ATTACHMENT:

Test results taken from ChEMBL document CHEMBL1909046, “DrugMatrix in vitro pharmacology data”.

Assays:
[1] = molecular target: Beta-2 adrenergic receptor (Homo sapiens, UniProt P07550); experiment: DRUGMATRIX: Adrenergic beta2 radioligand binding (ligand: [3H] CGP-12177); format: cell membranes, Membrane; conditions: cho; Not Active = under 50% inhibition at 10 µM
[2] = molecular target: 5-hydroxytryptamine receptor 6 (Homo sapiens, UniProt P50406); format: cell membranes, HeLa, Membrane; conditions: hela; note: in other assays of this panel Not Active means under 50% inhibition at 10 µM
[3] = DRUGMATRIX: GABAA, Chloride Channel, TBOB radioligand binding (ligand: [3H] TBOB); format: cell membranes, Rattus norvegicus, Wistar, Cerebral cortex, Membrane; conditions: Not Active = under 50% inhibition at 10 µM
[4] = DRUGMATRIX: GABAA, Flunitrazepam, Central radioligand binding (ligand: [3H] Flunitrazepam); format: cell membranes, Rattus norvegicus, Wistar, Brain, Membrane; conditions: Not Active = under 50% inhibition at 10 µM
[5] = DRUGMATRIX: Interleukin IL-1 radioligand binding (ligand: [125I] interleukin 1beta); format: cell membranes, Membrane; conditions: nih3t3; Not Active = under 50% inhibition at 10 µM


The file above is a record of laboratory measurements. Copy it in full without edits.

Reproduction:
Test results taken from ChEMBL document CHEMBL1909046, “DrugMatrix in vitro pharmacology data”.

Assays:
[1] = molecular target: Beta-2 adrenergic receptor (Homo sapiens, UniProt P07550); experiment: DRUGMATRIX: Adrenergic beta2 radioligand binding (ligand: [3H] CGP-12177); format: cell membranes, Membrane; conditions: cho; Not Active = under 50% inhibition at 10 µM
[2] = molecular target: 5-hydroxytryptamine receptor 6 (Homo sapiens, UniProt P50406); format: cell membranes, HeLa, Membrane; conditions: hela; note: in other assays of this panel Not Active means under 50% inhibition at 10 µM
[3] = DRUGMATRIX: GABAA, Chloride Channel, TBOB radioligand binding (ligand: [3H] TBOB); format: cell membranes, Rattus norvegicus, Wistar, Cerebral cortex, Membrane; conditions: Not Active = under 50% inhibition at 10 µM
[4] = DRUGMATRIX: GABAA, Flunitrazepam, Central radioligand binding (ligand: [3H] Flunitrazepam); format: cell membranes, Rattus norvegicus, Wistar, Brain, Membrane; conditions: Not Active = under 50% inhibition at 10 µM
[5] = DRUGMATRIX: Interleukin IL-1 radioligand binding (ligand: [125I] interleukin 1beta); format: cell membranes, Membrane; conditions: nih3t3; Not Active = under 50% inhibition at 10 µM